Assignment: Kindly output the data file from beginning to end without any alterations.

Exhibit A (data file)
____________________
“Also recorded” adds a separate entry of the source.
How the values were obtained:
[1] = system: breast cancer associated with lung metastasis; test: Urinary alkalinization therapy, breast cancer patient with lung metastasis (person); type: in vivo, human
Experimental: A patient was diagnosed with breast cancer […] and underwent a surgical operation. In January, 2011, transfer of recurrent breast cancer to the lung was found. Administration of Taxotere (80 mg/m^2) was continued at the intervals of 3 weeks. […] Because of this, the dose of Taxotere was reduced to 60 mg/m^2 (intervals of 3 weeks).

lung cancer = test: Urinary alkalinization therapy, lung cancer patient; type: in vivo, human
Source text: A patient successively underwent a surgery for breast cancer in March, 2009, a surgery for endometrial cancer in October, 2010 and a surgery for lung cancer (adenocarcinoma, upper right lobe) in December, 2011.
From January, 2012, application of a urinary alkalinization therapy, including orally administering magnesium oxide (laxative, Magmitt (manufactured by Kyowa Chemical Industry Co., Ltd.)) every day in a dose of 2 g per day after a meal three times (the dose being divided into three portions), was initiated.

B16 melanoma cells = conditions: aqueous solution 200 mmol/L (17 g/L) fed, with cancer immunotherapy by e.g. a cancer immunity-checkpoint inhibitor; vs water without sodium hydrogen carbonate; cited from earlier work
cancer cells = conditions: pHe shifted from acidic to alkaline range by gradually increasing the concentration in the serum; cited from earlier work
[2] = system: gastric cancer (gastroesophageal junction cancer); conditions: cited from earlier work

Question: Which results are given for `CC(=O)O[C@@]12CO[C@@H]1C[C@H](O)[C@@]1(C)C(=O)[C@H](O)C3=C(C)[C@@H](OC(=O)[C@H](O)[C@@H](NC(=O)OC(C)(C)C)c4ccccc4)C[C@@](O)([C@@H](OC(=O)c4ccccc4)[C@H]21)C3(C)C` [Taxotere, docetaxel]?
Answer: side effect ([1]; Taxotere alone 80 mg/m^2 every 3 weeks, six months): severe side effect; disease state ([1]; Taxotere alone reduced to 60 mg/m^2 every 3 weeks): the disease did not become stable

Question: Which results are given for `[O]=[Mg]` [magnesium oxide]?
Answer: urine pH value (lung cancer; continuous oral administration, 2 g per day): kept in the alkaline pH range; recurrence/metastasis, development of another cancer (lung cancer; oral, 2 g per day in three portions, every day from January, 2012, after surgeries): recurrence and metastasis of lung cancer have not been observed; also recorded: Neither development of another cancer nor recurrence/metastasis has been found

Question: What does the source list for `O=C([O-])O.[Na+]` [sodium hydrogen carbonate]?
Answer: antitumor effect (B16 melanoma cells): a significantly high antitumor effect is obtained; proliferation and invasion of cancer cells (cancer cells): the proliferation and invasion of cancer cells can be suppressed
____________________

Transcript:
“Also recorded” adds a separate entry of the source.
How the values were obtained:
[1] = system: breast cancer associated with lung metastasis; test: Urinary alkalinization therapy, breast cancer patient with lung metastasis (person); type: in vivo, human
Experimental: A patient was diagnosed with breast cancer […] and underwent a surgical operation. In January, 2011, transfer of recurrent breast cancer to the lung was found. Administration of Taxotere (80 mg/m^2) was continued at the intervals of 3 weeks. […] Because of this, the dose of Taxotere was reduced to 60 mg/m^2 (intervals of 3 weeks).

lung cancer = test: Urinary alkalinization therapy, lung cancer patient; type: in vivo, human
Source text: A patient successively underwent a surgery for breast cancer in March, 2009, a surgery for endometrial cancer in October, 2010 and a surgery for lung cancer (adenocarcinoma, upper right lobe) in December, 2011.
From January, 2012, application of a urinary alkalinization therapy, including orally administering magnesium oxide (laxative, Magmitt (manufactured by Kyowa Chemical Industry Co., Ltd.)) every day in a dose of 2 g per day after a meal three times (the dose being divided into three portions), was initiated.

B16 melanoma cells = conditions: aqueous solution 200 mmol/L (17 g/L) fed, with cancer immunotherapy by e.g. a cancer immunity-checkpoint inhibitor; vs water without sodium hydrogen carbonate; cited from earlier work
cancer cells = conditions: pHe shifted from acidic to alkaline range by gradually increasing the concentration in the serum; cited from earlier work
[2] = system: gastric cancer (gastroesophageal junction cancer); conditions: cited from earlier work

Question: Which results are given for `CC(=O)O[C@@]12CO[C@@H]1C[C@H](O)[C@@]1(C)C(=O)[C@H](O)C3=C(C)[C@@H](OC(=O)[C@H](O)[C@@H](NC(=O)OC(C)(C)C)c4ccccc4)C[C@@](O)([C@@H](OC(=O)c4ccccc4)[C@H]21)C3(C)C` [Taxotere, docetaxel]?
Answer: side effect ([1]; Taxotere alone 80 mg/m^2 every 3 weeks, six months): severe side effect; disease state ([1]; Taxotere alone reduced to 60 mg/m^2 every 3 weeks): the disease did not become stable

Question: Which results are given for `[O]=[Mg]` [magnesium oxide]?
Answer: urine pH value (lung cancer; continuous oral administration, 2 g per day): kept in the alkaline pH range; recurrence/metastasis, development of another cancer (lung cancer; oral, 2 g per day in three portions, every day from January, 2012, after surgeries): recurrence and metastasis of lung cancer have not been observed; also recorded: Neither development of another cancer nor recurrence/metastasis has been found

Question: What does the source list for `O=C([O-])O.[Na+]` [sodium hydrogen carbonate]?
Answer: antitumor effect (B16 melanoma cells): a significantly high antitumor effect is obtained; proliferation and invasion of cancer cells (cancer cells): the proliferation and invasion of cancer cells can be suppressed